On this day…

Young Joan Aiken (photo: http://joanaiken.com/pages/gallery.html)

Joan Aiken would have been 95 today. Born on 4th September 1924 in the historic Jeake’s House in Rye, East Sussex, she produced a distinguished body of literary work of extraordinary quality as well as quality. Regular readers will know that I am a major fanboy of hers, as a glance at the tag Joan Aiken on this blog will confirm.

There’s more to her fiction than The Wolves of Willoughby Chase, fine and deservedly famous as it is, and though I’ve barely read a fraction of her published work I’m constantly amazed by her range, from novels to non-fiction, short stories to book sequences, fairytale retellings to Austen homages, and much more besides.

Find out even more on the truly marvellous Joan Aiken website and on the equally delightful blog run by her daughter, the nonpareille Lizza Aiken, here. My photos of the downstairs rooms of Jeake’s House, where Joan lived until 1929 when her parents divorced and is now a superior B&B, are in this post.

Jeake’s House, Mermaid Street, Rye, East Sussex

Seesaw sympathies

Brighton Front (postcard image: Old UK photos)

E F Benson:
The Blotting Book
Vintage Classics 2013 (1908)

Set partly in Brighton and partly in Falmer (on the road east to Lewes, East Sussex) this crime novel — less a whodunit, more a courtroom drama — is a stylish period piece, an Edwardian mystery with just a hint of the supernatural in the guise of a prophetic dream. In a way this novella doesn’t quite make up its mind what kind of genre it intends to be so includes a bit of everything, even including a bit of financial advice along the lines of *the value of your investments may go down as well as up*.

The essential plot is so simple that to do more than recount the basic set-up would be to give the game away. Let me introduce the two lawyer partnership based in Brighton of Edward Taynton and Godfrey Mills. Then let’s meet two of their clients, the widow Mrs Assheton and her son Morris, a young man soon to be of age, a ‘racey’ chap who likes fast cars. Morris hopes to be engaged to Madge Templeton, daughter of Sir Richard and Lady Templeton.

When one of these individuals disappears an Inspector Figgis gets involved, and when matters eventually come to court we finally learn not so much who-did-what as how-it-all-happened, amidst all the to and fro of legal proceedings and timely revelations. Fraud, gambling, blackmail, slander, forgery, murder — it’s all here, but as this involves the upper middle classes rest assured that it’s mostly quite genteel, there’s little or no gratuitous violence and the lower classes know their place.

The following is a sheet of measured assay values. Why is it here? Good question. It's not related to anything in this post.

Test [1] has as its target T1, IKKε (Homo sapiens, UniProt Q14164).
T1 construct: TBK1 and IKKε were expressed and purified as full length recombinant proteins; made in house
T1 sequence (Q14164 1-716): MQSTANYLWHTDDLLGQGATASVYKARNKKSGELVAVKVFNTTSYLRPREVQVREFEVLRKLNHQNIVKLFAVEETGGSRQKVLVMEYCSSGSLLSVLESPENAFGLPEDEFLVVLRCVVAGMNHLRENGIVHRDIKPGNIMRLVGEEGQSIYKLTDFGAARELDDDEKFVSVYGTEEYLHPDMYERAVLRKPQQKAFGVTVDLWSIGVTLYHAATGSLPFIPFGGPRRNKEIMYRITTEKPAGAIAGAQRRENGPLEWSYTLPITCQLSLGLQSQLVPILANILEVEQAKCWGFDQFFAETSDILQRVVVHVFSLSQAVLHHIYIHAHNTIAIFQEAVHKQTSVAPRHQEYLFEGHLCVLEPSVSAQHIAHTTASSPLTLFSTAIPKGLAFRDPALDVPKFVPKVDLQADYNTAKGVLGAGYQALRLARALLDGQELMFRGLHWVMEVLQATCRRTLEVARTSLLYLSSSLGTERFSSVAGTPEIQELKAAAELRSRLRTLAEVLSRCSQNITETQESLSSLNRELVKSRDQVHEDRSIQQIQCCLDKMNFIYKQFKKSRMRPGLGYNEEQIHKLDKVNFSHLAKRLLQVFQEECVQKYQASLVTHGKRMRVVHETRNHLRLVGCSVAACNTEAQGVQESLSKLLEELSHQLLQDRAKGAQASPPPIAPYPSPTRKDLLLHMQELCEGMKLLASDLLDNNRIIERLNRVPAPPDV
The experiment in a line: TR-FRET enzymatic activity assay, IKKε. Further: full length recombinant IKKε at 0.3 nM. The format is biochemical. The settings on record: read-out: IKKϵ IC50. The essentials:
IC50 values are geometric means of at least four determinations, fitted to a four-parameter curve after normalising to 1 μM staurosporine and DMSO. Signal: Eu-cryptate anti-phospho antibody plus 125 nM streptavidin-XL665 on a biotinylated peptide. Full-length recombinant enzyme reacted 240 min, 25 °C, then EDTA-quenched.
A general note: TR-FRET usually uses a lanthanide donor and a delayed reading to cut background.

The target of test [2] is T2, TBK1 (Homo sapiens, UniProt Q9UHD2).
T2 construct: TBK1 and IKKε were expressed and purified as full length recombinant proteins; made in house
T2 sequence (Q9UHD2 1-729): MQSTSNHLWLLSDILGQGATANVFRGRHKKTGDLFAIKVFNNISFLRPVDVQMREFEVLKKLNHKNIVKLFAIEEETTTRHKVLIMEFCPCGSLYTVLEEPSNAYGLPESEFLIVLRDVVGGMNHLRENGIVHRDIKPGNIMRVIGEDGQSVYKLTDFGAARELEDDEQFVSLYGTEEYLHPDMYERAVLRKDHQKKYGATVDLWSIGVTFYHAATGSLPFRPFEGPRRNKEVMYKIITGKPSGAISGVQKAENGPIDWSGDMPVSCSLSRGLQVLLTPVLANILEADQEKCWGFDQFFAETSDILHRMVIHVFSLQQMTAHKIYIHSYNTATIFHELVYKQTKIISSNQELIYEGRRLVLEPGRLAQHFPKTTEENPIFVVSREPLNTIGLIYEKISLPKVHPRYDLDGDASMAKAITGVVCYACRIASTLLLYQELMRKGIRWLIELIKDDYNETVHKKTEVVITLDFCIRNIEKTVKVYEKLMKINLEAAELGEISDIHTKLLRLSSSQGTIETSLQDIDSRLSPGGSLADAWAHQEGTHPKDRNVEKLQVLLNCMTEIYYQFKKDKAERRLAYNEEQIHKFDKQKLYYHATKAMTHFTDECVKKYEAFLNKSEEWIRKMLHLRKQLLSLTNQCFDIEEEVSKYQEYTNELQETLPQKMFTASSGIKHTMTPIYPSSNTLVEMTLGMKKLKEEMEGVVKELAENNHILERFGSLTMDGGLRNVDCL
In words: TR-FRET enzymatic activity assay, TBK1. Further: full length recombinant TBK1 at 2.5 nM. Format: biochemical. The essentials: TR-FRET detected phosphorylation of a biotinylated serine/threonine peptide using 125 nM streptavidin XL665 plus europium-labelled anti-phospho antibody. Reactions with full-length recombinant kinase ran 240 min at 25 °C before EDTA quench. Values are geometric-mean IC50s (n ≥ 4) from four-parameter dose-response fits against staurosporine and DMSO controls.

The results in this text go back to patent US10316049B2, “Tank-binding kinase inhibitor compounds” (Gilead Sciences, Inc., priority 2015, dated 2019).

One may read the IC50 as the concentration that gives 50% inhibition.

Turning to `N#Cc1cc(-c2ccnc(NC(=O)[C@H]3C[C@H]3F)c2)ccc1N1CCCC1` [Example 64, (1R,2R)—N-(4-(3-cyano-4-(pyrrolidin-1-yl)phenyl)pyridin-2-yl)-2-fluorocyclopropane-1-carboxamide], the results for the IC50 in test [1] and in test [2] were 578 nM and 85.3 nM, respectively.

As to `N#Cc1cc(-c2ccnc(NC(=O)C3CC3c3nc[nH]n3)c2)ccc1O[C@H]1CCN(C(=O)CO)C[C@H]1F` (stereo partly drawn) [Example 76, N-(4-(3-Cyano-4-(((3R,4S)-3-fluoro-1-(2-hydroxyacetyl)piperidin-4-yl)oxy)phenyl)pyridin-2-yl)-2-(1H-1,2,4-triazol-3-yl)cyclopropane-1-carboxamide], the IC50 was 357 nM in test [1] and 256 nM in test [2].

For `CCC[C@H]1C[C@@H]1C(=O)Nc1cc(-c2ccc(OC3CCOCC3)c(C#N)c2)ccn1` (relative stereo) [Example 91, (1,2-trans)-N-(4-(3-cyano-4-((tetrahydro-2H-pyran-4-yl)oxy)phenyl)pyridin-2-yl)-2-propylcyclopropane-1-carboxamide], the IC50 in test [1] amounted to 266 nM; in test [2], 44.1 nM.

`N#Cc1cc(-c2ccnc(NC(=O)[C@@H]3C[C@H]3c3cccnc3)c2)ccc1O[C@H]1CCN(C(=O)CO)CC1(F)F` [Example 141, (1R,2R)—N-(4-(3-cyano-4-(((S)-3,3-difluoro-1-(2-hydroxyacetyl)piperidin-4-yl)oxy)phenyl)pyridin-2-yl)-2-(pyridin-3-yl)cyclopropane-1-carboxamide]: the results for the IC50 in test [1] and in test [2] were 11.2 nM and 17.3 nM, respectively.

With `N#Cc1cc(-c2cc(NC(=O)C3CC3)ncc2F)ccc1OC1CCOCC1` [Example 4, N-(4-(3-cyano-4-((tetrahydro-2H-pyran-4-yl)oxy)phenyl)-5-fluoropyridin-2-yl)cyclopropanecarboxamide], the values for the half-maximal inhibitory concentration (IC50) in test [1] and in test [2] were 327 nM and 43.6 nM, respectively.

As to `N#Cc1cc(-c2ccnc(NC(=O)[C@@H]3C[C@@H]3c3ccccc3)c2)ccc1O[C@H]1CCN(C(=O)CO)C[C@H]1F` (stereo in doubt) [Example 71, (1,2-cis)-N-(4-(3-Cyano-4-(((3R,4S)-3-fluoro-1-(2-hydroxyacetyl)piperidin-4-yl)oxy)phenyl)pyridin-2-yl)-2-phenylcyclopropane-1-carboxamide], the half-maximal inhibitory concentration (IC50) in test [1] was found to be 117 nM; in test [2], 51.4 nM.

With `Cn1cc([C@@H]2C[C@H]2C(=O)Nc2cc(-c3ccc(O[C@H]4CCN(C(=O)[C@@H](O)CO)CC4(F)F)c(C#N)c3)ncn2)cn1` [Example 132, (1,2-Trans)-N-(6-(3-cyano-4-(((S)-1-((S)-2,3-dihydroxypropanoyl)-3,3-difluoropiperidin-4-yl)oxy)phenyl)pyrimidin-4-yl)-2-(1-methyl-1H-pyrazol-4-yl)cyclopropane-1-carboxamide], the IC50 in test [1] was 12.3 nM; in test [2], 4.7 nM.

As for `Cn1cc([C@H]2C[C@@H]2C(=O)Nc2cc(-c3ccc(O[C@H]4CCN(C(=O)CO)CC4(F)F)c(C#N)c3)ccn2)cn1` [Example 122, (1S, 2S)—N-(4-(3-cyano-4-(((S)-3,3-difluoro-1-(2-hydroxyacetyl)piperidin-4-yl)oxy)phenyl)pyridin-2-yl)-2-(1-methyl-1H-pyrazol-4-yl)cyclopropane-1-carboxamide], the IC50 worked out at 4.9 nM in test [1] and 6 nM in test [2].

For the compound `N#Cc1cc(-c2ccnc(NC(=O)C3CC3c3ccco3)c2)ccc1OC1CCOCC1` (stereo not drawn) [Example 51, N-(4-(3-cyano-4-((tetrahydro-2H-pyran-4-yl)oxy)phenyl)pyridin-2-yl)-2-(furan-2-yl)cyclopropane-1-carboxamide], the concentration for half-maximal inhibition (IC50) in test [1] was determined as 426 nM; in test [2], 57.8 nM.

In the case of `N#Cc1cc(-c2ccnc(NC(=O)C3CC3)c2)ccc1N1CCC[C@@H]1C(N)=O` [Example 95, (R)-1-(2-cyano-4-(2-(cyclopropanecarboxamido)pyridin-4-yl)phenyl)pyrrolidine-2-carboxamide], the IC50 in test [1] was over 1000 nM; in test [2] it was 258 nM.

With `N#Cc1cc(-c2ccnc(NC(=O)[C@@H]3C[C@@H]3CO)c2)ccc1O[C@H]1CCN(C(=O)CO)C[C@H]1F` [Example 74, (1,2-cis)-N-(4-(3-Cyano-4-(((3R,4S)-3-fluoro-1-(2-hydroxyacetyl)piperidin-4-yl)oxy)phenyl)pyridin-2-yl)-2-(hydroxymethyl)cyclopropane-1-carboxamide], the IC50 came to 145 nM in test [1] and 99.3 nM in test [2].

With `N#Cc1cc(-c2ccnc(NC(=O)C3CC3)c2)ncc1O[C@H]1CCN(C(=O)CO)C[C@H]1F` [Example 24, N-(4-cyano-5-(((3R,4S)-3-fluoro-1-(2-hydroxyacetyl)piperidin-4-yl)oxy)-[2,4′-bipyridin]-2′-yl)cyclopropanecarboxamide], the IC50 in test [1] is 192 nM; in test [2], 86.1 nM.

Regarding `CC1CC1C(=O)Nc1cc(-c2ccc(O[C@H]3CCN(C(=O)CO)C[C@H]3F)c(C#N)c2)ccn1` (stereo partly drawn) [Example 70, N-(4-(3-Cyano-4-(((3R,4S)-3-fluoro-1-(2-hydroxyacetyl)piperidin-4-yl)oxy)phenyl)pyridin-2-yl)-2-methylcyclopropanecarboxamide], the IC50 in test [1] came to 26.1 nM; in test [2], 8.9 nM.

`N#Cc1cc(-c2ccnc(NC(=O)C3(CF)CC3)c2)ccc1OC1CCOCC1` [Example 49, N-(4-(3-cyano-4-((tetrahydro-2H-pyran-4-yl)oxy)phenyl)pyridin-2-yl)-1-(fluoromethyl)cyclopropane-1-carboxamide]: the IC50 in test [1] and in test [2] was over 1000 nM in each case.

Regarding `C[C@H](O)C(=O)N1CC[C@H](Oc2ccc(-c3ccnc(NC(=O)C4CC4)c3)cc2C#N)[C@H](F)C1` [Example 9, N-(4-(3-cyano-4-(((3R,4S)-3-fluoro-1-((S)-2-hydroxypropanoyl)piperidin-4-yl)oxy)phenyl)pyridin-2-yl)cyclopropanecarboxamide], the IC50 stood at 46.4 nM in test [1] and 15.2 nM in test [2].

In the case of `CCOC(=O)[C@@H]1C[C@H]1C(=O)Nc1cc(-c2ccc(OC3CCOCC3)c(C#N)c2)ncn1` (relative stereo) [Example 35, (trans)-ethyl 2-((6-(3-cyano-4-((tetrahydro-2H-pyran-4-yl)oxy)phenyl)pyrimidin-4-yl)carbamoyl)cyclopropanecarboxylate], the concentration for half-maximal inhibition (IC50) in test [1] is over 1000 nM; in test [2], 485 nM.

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Weird and wilderness

Sketch map (not to scale) of Rotherweird, based on the text of the first instalment and the cover art of all three books in the trilogy (image © Chris Lovegrove)

Andrew Caldecott’s Rotherweird (reviewed here) kicks off a fantasy trilogy being published in the UK, with the final volume due to appear in July this year. I’ve previously mentioned my fascination with maps both real and imagined and even suggested that the author, whose distinguished grandfather lived in Sussex and Kent in the far southeast of England, may have based his concept of Rotherweird on the town of Rye in East Sussex. You may remember that Rye boasted many literary associations such as (in alphabetical order) Joan Aiken, E F Benson, Rumer Godden, Radclyffe Hall and Henry James.

Now, I have no idea if Andrew Caldecott visited here, though given its relative proximity on the south coast to London it’s not unlikely, but I believe there are a few clues pointing to Rye faintly being a possible model for the fantasy town.

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A lodge of her own